I first began distressing about feeding my daughter on the second night she was alive. Technically it was the first night, since she was born shortly after midnight, but after fifty hours (yes—five, zero) of labor, and three and half hours of pushing, I had not slept in three days and so technicalities escaped me. My husband, who had also not slept much or eaten a real meal in a few days, lay knocked out on the family bed at the birth center’s recovery room. I meanwhile, tried my hardest to latch Esther’s mouth onto my nipple every 12 minutes, in fear that neither of us were “doing it right”. The lactation consultant had not been by, and I attempted to remember what I had learned in the breastfeeding class I had attended a few weeks prior.

I remember looking down at my cracked and bleeding nipple and at my squirming newborn’s hungry mouth and thinking, “Am I really the only one who can do this right now?”

In that question were housed a multitude of doubts, and not simply the exhausted frustrations of a brand new mother at 3am.

They were doubts about my own ability not just to learn the tricky art of breastfeeding my particular baby, but about whether or not I could really feed another human being, and do it well.

Food. Sustenance. Nourishment. It is essential to life. The food we eat or do not eat determines of much of our health and wellbeing.

Perhaps the “normal” mother is not intimidated, much less frightened by this task of feeding. Perhaps it is my history with food that makes this responsibility so terrifying, which sends me spinning into questioning my capability to do any of this.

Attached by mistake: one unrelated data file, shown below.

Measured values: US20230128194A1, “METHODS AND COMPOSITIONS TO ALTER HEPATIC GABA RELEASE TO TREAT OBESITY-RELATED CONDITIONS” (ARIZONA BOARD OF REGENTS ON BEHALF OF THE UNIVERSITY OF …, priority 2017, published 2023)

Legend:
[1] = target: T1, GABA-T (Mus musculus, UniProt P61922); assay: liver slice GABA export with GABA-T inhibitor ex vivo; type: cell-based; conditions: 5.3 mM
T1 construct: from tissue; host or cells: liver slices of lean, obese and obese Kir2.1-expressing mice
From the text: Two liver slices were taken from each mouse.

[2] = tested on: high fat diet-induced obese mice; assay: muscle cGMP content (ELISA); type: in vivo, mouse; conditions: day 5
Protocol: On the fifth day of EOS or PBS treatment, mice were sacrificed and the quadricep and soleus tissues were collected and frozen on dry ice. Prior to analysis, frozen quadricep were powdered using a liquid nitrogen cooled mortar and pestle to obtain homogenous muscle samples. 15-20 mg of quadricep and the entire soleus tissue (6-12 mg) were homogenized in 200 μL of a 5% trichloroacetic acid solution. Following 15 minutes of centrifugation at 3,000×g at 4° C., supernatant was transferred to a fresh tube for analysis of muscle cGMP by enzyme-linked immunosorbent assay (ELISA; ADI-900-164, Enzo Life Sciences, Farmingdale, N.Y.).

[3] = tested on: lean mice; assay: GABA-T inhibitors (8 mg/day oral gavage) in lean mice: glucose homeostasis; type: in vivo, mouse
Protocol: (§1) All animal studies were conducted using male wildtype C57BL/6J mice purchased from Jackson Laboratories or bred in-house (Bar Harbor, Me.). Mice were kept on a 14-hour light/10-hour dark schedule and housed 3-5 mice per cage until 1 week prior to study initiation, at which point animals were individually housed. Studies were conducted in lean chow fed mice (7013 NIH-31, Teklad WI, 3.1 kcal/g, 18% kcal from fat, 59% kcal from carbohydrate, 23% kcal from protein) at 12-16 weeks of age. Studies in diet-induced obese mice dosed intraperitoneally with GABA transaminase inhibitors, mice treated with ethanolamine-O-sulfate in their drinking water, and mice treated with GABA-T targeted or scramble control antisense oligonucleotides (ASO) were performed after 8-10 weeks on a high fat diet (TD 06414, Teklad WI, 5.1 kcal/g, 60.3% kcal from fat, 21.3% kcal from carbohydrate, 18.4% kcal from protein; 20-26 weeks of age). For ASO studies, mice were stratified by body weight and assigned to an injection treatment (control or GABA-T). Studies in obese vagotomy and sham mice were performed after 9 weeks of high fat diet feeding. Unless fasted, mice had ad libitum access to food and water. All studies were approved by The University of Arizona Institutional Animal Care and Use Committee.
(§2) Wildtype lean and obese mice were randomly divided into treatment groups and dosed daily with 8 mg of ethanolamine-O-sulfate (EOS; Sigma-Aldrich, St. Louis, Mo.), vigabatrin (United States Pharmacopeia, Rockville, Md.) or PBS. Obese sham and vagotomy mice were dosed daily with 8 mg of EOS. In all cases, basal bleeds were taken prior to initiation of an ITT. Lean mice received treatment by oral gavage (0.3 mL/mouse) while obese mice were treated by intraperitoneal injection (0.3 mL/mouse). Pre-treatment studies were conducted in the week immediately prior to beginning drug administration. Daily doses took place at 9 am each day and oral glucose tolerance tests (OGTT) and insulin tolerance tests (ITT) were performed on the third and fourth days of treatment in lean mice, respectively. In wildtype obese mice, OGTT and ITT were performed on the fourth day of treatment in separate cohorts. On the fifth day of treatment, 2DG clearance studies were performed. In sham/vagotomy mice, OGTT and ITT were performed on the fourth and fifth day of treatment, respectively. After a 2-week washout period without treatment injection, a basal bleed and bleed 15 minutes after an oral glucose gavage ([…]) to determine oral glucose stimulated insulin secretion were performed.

Doubts plague me—doubts about whether I, a formally bulimic and anorexic girl who got pregnant, had to deal with all kinds of people coming up to her, touching her belly and commenting on how “big you’re getting”, who lost all her modesty in the delivery room, and who is now dealing with a crap-ton of postpartum hormones—whether I can really do this thing called “being a mom”.

Mostly because “being a mom” means I’ve got to feed my kid. And I only just learned how to feed myself.

But then again, Perhaps the “normal” mother, regardless of how well or poor she has fed herself in the past, or how much she struggles with insecurities or how many doubts she has about her capabilities…perhaps every mom feels this pressure: the pressure to nourish; the pressure to sustain; the pressure to feed.

Perhaps I am just as “normal” as everyone else.

I decided I wanted to breastfeed my baby well before she was even conceived.